Graeme McDowell says salvaging the 2020 majors takes priority over Ryder Cup

Graeme McDowell has hinted he would not be surprised to see the Ryder Cup postponed to accommodate any delayed majors in the autumn.

The first two majors of 2020, the Masters and the PGA Championship, have both been postponed from their original slots in April and May respectively, with speculation mounting that the world’s best players will return to Augusta National in October.

McDowell concedes that rescheduling the decimated golf calendar is almost impossible to predict as the coronavirus pandemic continues, but he believes the major season could be salvaged if professional golf is cleared to resume in the summer.

“I just can’t imagine the jigsaw puzzle the European Tour and the PGA Tour will have on their hands,” said McDowell in a teleconference call from his home in Lake Nona, Florida on Wednesday.

“It’s a difficult one. When you see the high-level stuff like the Olympic Games postponed, I don’t think you can put the Ryder Cup in that category. When athletes around the world have their training compromised there is no doubt the qualifying is going to be compromised.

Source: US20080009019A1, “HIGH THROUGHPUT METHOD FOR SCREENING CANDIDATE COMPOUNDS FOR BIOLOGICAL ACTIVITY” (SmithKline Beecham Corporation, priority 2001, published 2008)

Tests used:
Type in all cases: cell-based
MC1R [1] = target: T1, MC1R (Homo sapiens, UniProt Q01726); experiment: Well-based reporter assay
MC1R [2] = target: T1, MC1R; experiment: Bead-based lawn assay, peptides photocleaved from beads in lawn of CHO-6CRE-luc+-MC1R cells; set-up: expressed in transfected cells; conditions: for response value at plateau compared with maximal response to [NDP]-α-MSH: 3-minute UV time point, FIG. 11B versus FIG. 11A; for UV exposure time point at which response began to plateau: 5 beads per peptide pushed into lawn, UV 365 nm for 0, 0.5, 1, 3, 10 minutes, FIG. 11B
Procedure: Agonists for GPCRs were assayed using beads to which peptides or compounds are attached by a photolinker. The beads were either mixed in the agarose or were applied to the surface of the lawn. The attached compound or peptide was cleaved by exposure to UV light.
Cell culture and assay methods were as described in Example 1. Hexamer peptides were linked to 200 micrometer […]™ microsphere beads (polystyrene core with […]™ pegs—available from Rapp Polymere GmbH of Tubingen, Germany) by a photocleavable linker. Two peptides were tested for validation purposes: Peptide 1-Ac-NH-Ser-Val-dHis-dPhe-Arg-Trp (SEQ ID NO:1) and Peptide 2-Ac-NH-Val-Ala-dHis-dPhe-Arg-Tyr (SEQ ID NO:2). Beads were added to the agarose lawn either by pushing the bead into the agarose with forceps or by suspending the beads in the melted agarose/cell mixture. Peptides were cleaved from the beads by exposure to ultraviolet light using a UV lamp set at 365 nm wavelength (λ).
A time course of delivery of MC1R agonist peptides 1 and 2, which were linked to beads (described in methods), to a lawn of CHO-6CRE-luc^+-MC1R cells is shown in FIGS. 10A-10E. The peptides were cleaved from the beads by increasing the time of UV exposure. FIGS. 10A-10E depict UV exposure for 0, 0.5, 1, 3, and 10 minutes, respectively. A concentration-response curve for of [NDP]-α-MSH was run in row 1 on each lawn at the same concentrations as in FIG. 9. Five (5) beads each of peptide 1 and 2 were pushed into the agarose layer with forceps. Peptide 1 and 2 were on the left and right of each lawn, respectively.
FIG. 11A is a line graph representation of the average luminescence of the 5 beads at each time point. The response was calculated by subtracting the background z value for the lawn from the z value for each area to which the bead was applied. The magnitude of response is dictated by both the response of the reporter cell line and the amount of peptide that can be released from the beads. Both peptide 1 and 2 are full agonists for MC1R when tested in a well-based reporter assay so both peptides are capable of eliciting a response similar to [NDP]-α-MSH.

“If we could be back to playing golf around June time, you could argue that would give us four solid months for the qualifying process. If you could pick two teams of 12 that could re-inject some adrenaline back into golf, then I’d be fully supportive of it.

“But, to me, the major championships take priority over the Ryder Cup. It’s only going to be a viable opportunity if we feel good about the qualifying process and we feel the teams are legitimate. It’s such a difficult question.”

McDowell was confident about his chances of returning to the Ryder Cup in a playing capacity this year following his impressive victory at the Saudi International which lifted him back into the world’s top 50 for the first time since 2015.

But the events of recent weeks have given him “real-world perspective”, which has been enhanced by the enforced closure of his two restaurants as he feels the economic effects of the COVID-19 catastrophe.

“We closed our doors because our model isn’t based on take-away food,” he added. “We are a come-and-be-present restaurant. We had to take the tough decision to close the doors in both restaurants. So it gives me real-world perspective and makes me less focused on what I’m going through.

“I was excited about the schedule ahead, but we have to look at the big picture. Golf is slightly irrelevant and insignificant compared to what we’re going through.

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